Part of managing asthma involves knowing what type of asthma you have. Childhood asthma usually develops between ages five and seven, and about 80% have allergies. Adult-onset asthma may develop at any age. Up to one-third of people with asthma have their first attack after age 30. In addition to allergy asthma, other types of asthma have specific triggers. For some people, exercise is the only thing that triggers asthma. Aspirin can cause an asthma attack in some people. Occupational asthma is a special situation where individuals may develop asthma from exposures at work and others may develop asthma from exposures while doing their hobbies such as making pottery or sculpting at home. This means that a person becomes allergic to the substance or chemical, and takes several weeks or months to develop the sensitivity. Occupational asthma develops from specific substances, and once it’s established, a small exposure to the specific substance will trigger an asthma attack. For example, a baker may develop asthma sensitivity to rye flour but not to wheat flour. Some chemicals such as isocyanates and the epoxies can cause sensitizing asthma.

Asthma is classified as mild intermittent, mild persistent, moderate persistent or severe persistent, the last classification is rare, less than 5% of people with asthma.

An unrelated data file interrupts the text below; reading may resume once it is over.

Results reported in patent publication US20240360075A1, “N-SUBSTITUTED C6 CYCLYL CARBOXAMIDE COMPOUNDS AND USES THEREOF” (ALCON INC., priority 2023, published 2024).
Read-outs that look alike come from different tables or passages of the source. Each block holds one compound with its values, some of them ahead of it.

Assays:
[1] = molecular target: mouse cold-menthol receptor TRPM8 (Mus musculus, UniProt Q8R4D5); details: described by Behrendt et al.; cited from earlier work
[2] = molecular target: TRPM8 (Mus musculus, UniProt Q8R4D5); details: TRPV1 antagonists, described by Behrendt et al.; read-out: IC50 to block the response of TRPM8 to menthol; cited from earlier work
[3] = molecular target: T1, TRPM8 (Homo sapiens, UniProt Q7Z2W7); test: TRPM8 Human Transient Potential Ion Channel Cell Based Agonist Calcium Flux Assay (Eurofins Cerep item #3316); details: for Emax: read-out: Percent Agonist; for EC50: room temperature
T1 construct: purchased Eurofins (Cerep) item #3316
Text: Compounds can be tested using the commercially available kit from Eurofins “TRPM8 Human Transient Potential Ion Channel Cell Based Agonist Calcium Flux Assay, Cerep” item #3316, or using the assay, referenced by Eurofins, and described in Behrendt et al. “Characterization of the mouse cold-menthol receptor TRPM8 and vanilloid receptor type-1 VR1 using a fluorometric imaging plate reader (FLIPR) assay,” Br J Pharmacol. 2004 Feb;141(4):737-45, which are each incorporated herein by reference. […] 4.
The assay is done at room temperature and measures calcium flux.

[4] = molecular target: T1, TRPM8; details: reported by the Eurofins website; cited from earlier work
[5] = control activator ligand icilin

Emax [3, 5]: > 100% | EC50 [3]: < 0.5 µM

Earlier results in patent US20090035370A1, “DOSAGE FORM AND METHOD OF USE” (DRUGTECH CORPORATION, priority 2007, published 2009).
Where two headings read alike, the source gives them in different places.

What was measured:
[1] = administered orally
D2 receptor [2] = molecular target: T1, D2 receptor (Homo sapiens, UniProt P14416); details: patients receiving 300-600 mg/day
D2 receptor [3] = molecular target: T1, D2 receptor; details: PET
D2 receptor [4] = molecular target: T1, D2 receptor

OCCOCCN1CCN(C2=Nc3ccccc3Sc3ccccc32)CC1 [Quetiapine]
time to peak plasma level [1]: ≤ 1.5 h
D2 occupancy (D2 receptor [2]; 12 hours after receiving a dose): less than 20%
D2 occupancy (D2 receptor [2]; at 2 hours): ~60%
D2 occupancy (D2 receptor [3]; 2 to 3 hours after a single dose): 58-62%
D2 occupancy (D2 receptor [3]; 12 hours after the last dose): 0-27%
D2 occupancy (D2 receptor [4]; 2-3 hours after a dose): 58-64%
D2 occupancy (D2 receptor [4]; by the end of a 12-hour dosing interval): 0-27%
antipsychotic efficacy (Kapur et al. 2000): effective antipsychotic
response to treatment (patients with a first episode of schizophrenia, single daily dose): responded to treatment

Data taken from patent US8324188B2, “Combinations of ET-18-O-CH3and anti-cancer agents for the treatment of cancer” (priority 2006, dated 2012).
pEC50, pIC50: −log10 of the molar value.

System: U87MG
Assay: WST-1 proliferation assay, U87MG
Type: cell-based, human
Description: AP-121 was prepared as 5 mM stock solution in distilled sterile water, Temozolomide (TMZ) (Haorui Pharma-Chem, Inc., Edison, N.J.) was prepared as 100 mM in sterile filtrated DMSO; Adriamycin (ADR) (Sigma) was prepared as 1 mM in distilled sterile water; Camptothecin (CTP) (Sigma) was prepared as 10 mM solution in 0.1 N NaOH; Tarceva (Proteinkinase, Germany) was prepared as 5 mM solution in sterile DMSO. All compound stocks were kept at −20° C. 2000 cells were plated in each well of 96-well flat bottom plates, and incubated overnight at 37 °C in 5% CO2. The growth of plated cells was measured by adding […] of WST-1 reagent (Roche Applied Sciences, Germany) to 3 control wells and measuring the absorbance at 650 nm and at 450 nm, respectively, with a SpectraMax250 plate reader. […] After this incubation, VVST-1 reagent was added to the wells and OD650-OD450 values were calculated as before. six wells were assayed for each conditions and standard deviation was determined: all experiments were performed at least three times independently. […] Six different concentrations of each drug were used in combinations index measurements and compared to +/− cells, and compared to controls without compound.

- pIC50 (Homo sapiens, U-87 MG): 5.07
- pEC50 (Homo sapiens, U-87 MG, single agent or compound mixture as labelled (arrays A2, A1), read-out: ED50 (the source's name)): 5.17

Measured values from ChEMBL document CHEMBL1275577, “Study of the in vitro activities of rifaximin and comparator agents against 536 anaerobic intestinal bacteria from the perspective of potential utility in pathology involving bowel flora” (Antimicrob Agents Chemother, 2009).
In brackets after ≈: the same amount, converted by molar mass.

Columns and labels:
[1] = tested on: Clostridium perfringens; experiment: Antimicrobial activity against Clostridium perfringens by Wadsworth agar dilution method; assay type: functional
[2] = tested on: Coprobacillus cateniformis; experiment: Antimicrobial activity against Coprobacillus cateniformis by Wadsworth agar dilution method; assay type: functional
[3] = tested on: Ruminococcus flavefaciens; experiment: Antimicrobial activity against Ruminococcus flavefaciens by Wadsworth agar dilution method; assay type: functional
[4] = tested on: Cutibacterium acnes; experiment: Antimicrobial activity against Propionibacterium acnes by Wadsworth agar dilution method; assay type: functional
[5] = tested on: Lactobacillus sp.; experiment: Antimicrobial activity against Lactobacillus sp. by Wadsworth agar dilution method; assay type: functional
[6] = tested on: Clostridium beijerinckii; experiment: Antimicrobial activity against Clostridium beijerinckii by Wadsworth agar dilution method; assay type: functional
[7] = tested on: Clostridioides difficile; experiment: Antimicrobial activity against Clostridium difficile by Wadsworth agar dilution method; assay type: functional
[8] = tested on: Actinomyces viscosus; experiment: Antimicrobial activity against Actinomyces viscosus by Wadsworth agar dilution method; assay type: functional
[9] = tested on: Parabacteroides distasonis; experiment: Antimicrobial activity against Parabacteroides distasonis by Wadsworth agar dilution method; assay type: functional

What do you need to know about diagnosing asthma?

You may think that diagnosing disease is the doctor’s job. This is true, yet it is helpful for you to learn about the diagnostic process because you may be able to think of causes and triggers. You will be asked when and where the symptoms occur, about family history of asthma, about medications you may be taking, and about work or environmental exposures. Your lungs will be examined for wheezes. Routine blood tests will measure eosinophils, which are blood cells increased from allergies, and sometimes special blood tests for allergies. Pulmonary function tests are helpful for diagnosing and monitoring asthma. These are non-invasive tests that include how much air you exhale in one second called the forced expired volume in one second (FEV 1) and peak flow which is maximum speed of air you can exhale. You may have a chest x-ray or chest computer (CT) scan if an infection is suspected or other cause of the asthma attack is suspected.